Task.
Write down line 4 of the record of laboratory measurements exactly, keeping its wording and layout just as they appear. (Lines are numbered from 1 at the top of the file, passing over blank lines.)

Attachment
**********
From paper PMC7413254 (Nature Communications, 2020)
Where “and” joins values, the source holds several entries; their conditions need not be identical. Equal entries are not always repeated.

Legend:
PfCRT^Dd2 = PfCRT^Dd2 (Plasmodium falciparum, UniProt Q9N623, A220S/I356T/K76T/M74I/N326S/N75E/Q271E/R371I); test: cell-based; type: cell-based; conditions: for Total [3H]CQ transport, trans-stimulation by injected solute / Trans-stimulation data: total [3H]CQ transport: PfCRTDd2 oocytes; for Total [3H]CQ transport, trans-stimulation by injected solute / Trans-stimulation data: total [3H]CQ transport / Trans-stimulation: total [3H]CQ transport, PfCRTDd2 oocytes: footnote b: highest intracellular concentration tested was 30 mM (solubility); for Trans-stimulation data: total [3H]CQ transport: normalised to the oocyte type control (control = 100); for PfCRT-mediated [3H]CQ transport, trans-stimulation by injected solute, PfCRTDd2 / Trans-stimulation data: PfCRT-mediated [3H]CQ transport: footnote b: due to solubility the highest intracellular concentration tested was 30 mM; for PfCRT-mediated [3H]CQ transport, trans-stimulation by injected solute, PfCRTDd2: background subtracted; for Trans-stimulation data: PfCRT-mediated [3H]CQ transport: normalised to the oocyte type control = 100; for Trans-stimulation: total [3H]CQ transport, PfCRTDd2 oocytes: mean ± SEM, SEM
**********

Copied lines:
PfCRT^Dd2 = PfCRT^Dd2 (Plasmodium falciparum, UniProt Q9N623, A220S/I356T/K76T/M74I/N326S/N75E/Q271E/R371I); test: cell-based; type: cell-based; conditions: for Total [3H]CQ transport, trans-stimulation by injected solute / Trans-stimulation data: total [3H]CQ transport: PfCRTDd2 oocytes; for Total [3H]CQ transport, trans-stimulation by injected solute / Trans-stimulation data: total [3H]CQ transport / Trans-stimulation: total [3H]CQ transport, PfCRTDd2 oocytes: footnote b: highest intracellular concentration tested was 30 mM (solubility); for Trans-stimulation data: total [3H]CQ transport: normalised to the oocyte type control (control = 100); for PfCRT-mediated [3H]CQ transport, trans-stimulation by injected solute, PfCRTDd2 / Trans-stimulation data: PfCRT-mediated [3H]CQ transport: footnote b: due to solubility the highest intracellular concentration tested was 30 mM; for PfCRT-mediated [3H]CQ transport, trans-stimulation by injected solute, PfCRTDd2: background subtracted; for Trans-stimulation data: PfCRT-mediated [3H]CQ transport: normalised to the oocyte type control = 100; for Trans-stimulation: total [3H]CQ transport, PfCRTDd2 oocytes: mean ± SEM, SEM